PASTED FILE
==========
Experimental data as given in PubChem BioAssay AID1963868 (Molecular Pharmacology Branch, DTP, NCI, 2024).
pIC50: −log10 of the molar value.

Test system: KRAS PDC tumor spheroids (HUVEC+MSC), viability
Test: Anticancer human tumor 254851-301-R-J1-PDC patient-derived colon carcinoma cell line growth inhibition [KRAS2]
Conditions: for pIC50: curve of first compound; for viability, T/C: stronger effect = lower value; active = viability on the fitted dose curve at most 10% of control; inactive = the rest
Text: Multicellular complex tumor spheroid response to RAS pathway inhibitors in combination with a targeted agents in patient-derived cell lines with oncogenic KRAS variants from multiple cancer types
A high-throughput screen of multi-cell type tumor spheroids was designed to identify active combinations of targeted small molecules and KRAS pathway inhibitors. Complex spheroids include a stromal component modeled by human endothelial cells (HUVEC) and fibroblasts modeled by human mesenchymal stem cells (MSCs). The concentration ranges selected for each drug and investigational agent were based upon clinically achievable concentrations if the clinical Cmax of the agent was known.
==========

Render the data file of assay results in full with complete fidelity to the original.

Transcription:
Experimental data as given in PubChem BioAssay AID1963868 (Molecular Pharmacology Branch, DTP, NCI, 2024).
pIC50: −log10 of the molar value.

Test system: KRAS PDC tumor spheroids (HUVEC+MSC), viability
Test: Anticancer human tumor 254851-301-R-J1-PDC patient-derived colon carcinoma cell line growth inhibition [KRAS2]
Conditions: for pIC50: curve of first compound; for viability, T/C: stronger effect = lower value; active = viability on the fitted dose curve at most 10% of control; inactive = the rest
Text: Multicellular complex tumor spheroid response to RAS pathway inhibitors in combination with a targeted agents in patient-derived cell lines with oncogenic KRAS variants from multiple cancer types
A high-throughput screen of multi-cell type tumor spheroids was designed to identify active combinations of targeted small molecules and KRAS pathway inhibitors. Complex spheroids include a stromal component modeled by human endothelial cells (HUVEC) and fibroblasts modeled by human mesenchymal stem cells (MSCs). The concentration ranges selected for each drug and investigational agent were based upon clinically achievable concentrations if the clinical Cmax of the agent was known.